You know you have a problem when your furnace keeps running after reaching the temperature you set the thermostat to, or your furnace can’t reach that temperature at all. Not only does having your furnace consistently run increase your monthly electricity bills, but it also makes your home quite uncomfortable.

The first thing you’ll want to do is evaluate the problem. If you notice that the temperature in your home is constantly cooler than the temperature you set the thermostat to, it means that your furnace is struggling to reach that temperature. As a result, the fan will continue to run.

On the other hand, if you notice that your furnace is still running after it reached your desired temperature, it means the furnace is not getting the message that it’s already accomplished its goal. This can also happen when certain parts in your furnace is broken or damaged.

Neglecting to fix either of these issues will not only leave you feeling uncomfortably hot, but they’ll also jack your electricity bill up too. This is why it’s best to get your furnace fixed as soon as possible. So, what should you do when your furnace keeps running?

When your furnace won’t turn off, because it can’t reach your desired temperature

The first thing you’ll want to do is make sure that you set your thermostat to an appropriate temperature. For instance, if you set your thermostat to 100 degree when it’s below zero outside, your furnace will continue to run and struggle to hit that temperature.

  1. The next thing you’ll want to do is check the furnace air filter. This filter serves many uses including keeping dirt and other filth from getting inside the furnace heat exchanger. Electric furnaces can acquire a condition called the “dirty sock syndrome.” This is when the dirt that has accumulated on the inside begins to help feed both mildew and mold.
  2. If you’re unsure how often should you change your air filter, professionals say you should change at least every three months. A dirty air filter will not only make your furnace running inefficiently, it’ll make your furnace work harder and harder. This extra strain is not good for the motor and can even short your whole system out.
  3. Another thing that you should check is the ductwork in your home. What you’re looking for is leaks. Leaks in your ductwork will cause your furnace to keep running. Over the years, your ductwork can become loose, unsealed, and holy. Although faulty ductwork can seriously inhibit your furnace’s ability to reach the temperature you set the thermostat to, it’s a pretty easy fix. Simply use HVAC tape to cover up any leaks and reattach any sections that have become detached. There’s nothing to it.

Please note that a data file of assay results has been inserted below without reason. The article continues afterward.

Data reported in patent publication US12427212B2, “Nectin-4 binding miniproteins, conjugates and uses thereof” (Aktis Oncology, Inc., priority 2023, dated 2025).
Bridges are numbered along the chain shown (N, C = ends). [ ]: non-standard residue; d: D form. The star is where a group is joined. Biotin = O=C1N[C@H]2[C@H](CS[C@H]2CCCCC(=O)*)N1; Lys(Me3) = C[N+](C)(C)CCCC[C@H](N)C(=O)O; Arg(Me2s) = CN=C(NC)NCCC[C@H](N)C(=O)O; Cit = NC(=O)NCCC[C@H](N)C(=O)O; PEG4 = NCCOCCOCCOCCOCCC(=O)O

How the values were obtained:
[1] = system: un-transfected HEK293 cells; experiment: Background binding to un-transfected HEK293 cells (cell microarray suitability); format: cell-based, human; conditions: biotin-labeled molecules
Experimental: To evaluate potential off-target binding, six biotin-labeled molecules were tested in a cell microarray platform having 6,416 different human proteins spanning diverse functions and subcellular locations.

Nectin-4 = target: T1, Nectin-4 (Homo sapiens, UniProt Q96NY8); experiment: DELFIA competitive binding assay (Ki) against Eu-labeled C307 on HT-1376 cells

4. Lastly, if your home is not weatherized, your furnace might not be able to reach the temperature that you set your thermostat to. As a result, your furnace will continue to run. To weatherize your home, you can seal all your windows in your house with weatherized plastic and seal all the doors too. Weatherizing your home will also decrease your monthly electricity bills as well.

When your furnace keeps running after the temperature has been reached

The first thing you’ll want to do is check the blower motor. Check to see whether it’s your blower motor or the whole furnace system that’s running non-stop. To do this, feel the air coming out of the vent with your hand. If the air is warm, then the blower motor is not the issue. However, if the air is cold, then you’ll want to check to see if your thermostat is set to the “on” setting. If it is, set it back to the “auto” setting. This is more than likely your issue.

If that isn’t the problem, then you’ll want to examine your thermostat. You can even detach it from the wall. You’ll want to look for things like disconnected or frayed wires, and you’ll want to make sure your thermostat is wired properly. If your thermostat is broke, you can purchase a new one at most home improvement stores for a fairly reasonable price.

You’ll also want to check the batteries in your thermostat from time to time. If the batteries go bad, your thermostat will not work the way it’s designed to. The batteries to power thermostats are standard batteries that you can buy at most stores.

Michael Joseph

Michael Joseph has more than 20 years of hands-on experience as an avid home handyman and had 10 years in the construction industry, specifically in the field of HVAC.
Michael Joseph
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